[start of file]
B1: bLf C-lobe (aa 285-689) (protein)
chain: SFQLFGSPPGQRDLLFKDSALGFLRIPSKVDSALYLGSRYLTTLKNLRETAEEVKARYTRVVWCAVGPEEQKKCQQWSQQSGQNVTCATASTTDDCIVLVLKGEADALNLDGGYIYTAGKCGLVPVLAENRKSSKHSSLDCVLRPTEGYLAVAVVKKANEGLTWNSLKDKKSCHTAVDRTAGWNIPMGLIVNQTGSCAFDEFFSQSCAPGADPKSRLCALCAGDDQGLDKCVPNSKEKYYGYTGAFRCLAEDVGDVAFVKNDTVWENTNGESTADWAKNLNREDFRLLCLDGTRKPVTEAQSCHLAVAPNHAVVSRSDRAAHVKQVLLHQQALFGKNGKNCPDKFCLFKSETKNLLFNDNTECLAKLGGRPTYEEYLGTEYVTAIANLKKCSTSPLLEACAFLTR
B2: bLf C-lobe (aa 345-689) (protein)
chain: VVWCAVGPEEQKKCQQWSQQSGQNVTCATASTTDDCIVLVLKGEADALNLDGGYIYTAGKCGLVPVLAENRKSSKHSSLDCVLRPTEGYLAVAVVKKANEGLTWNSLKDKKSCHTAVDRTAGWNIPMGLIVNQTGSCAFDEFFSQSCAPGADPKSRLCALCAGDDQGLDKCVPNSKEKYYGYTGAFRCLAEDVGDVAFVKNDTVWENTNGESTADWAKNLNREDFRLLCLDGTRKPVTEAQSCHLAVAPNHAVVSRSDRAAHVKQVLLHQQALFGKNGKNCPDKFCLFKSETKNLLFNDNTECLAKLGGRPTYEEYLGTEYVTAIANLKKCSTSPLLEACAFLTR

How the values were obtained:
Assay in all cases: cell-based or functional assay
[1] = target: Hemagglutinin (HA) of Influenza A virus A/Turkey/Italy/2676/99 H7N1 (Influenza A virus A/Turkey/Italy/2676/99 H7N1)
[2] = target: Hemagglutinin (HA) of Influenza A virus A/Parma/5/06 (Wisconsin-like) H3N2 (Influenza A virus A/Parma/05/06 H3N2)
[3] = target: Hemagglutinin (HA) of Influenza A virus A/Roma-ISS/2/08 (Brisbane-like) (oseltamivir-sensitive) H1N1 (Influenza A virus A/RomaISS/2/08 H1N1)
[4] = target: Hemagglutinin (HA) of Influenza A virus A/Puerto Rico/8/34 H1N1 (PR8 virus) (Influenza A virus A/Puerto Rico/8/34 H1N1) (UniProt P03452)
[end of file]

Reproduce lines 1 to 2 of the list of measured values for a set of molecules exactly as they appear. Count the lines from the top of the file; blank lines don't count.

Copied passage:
B1: bLf C-lobe (aa 285-689) (protein)
chain: SFQLFGSPPGQRDLLFKDSALGFLRIPSKVDSALYLGSRYLTTLKNLRETAEEVKARYTRVVWCAVGPEEQKKCQQWSQQSGQNVTCATASTTDDCIVLVLKGEADALNLDGGYIYTAGKCGLVPVLAENRKSSKHSSLDCVLRPTEGYLAVAVVKKANEGLTWNSLKDKKSCHTAVDRTAGWNIPMGLIVNQTGSCAFDEFFSQSCAPGADPKSRLCALCAGDDQGLDKCVPNSKEKYYGYTGAFRCLAEDVGDVAFVKNDTVWENTNGESTADWAKNLNREDFRLLCLDGTRKPVTEAQSCHLAVAPNHAVVSRSDRAAHVKQVLLHQQALFGKNGKNCPDKFCLFKSETKNLLFNDNTECLAKLGGRPTYEEYLGTEYVTAIANLKKCSTSPLLEACAFLTR